Parents in Maryland and other states have the constitutional right to determine the “care, custody and control” of their children. There is a traditional presumption that a fit parent acts in the best interest of his or her child. The right to determine care, custody and control is not absolute, however. The issue of grandparents’ rights (or other third-party rights) sometimes complicates matters. Maryland jurisprudence on this issue is well developed.
In the seminal Maryland appellate case (Koshko), it was ruled that a grandparent must make a threshold showing either of parental unfitness or exceptional circumstances that demonstrate that a lack of grandparental visitation will have a substantial deleterious effect. A 2009 case considering the effect of Koshko on modification of an order arose from a situation between an unmarried mother and father and the father’s parents.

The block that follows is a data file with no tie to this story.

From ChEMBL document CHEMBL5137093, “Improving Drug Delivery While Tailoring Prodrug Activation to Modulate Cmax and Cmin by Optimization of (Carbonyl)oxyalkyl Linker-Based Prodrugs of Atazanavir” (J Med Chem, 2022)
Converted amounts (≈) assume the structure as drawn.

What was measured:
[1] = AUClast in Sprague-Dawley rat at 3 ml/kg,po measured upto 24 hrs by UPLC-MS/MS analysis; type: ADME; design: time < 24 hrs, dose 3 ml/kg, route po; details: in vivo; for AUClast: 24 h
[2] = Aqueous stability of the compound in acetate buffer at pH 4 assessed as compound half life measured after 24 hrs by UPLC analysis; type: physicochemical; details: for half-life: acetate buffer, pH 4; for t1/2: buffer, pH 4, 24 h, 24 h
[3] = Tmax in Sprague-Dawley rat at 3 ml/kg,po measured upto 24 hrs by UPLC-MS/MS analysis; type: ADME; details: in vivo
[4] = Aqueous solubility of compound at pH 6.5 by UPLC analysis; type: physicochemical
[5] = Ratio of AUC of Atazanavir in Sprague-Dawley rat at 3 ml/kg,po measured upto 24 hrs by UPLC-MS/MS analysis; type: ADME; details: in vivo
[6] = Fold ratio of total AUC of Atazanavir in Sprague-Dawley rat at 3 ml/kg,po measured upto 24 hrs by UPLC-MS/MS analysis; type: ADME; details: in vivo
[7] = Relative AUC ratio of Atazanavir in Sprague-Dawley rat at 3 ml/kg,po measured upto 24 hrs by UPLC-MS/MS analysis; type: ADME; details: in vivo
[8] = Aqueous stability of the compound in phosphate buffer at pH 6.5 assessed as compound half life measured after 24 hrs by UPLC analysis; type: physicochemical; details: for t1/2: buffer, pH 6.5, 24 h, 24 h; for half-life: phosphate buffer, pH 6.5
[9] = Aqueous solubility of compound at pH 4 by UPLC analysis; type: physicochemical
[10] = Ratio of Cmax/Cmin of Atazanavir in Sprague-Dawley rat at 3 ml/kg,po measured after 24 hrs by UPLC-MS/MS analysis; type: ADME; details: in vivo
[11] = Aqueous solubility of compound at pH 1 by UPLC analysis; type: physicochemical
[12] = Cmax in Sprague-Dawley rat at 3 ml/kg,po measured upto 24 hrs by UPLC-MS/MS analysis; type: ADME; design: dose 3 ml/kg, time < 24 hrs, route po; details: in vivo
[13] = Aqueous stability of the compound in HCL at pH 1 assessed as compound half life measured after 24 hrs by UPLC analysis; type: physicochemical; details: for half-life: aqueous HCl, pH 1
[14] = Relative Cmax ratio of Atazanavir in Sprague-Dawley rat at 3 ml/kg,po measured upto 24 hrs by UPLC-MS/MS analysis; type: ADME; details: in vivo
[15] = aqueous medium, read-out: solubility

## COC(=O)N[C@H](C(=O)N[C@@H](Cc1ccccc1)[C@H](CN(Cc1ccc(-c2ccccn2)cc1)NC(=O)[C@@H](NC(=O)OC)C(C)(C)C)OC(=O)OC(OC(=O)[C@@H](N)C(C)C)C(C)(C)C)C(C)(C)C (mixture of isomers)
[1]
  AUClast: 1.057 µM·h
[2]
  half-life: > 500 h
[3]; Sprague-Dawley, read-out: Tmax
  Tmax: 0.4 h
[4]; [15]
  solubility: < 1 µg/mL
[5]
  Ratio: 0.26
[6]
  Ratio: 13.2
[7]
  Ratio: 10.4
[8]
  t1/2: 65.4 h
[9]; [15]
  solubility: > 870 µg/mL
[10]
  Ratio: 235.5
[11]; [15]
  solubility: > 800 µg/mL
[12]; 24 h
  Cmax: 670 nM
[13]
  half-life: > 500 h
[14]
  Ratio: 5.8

The father was seriously hurt in a motor vehicle accident in 2004 and was left in a coma. After that the relationship between the mother and the father’s parents became tense and the mother refused to let the father’s parents see her daughter. The grandparents petitioned for visitation and the mother sought only to limit the frequency of visitation. The visitation was granted on the schedule agreed to by the mother. The original order granting the grandparents’ visitation was made before Koshko was decided. Continue reading →